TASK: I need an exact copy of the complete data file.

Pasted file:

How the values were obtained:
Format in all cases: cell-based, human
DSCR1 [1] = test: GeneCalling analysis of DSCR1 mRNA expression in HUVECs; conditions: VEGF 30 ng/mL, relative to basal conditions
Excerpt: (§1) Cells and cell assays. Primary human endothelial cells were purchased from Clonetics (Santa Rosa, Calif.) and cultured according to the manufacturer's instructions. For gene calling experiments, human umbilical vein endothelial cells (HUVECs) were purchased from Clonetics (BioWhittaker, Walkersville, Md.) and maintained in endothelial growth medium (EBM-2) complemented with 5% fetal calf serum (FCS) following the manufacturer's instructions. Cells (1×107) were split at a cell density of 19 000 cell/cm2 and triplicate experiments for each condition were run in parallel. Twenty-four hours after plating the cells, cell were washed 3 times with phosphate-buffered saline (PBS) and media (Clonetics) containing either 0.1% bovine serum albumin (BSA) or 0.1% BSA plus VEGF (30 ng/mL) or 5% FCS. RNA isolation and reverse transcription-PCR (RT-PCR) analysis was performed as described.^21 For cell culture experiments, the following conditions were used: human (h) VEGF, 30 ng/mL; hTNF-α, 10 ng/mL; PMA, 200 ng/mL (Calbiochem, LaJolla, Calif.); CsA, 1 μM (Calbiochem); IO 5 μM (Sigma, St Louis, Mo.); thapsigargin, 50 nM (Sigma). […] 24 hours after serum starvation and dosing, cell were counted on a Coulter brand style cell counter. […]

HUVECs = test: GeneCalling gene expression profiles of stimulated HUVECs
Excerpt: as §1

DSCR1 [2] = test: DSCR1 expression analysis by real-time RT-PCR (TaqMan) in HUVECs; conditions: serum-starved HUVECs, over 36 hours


How the values were obtained:
Format in all cases: cell-based, human
DSCR1 [1] = test: GeneCalling analysis of DSCR1 mRNA expression in HUVECs; conditions: VEGF 30 ng/mL, relative to basal conditions
Excerpt: (§1) Cells and cell assays. Primary human endothelial cells were purchased from Clonetics (Santa Rosa, Calif.) and cultured according to the manufacturer's instructions. For gene calling experiments, human umbilical vein endothelial cells (HUVECs) were purchased from Clonetics (BioWhittaker, Walkersville, Md.) and maintained in endothelial growth medium (EBM-2) complemented with 5% fetal calf serum (FCS) following the manufacturer's instructions. Cells (1×107) were split at a cell density of 19 000 cell/cm2 and triplicate experiments for each condition were run in parallel. Twenty-four hours after plating the cells, cell were washed 3 times with phosphate-buffered saline (PBS) and media (Clonetics) containing either 0.1% bovine serum albumin (BSA) or 0.1% BSA plus VEGF (30 ng/mL) or 5% FCS. RNA isolation and reverse transcription-PCR (RT-PCR) analysis was performed as described.^21 For cell culture experiments, the following conditions were used: human (h) VEGF, 30 ng/mL; hTNF-α, 10 ng/mL; PMA, 200 ng/mL (Calbiochem, LaJolla, Calif.); CsA, 1 μM (Calbiochem); IO 5 μM (Sigma, St Louis, Mo.); thapsigargin, 50 nM (Sigma). […] 24 hours after serum starvation and dosing, cell were counted on a Coulter brand style cell counter. […]

HUVECs = test: GeneCalling gene expression profiles of stimulated HUVECs
Excerpt: as §1

DSCR1 [2] = test: DSCR1 expression analysis by real-time RT-PCR (TaqMan) in HUVECs; conditions: serum-starved HUVECs, over 36 hours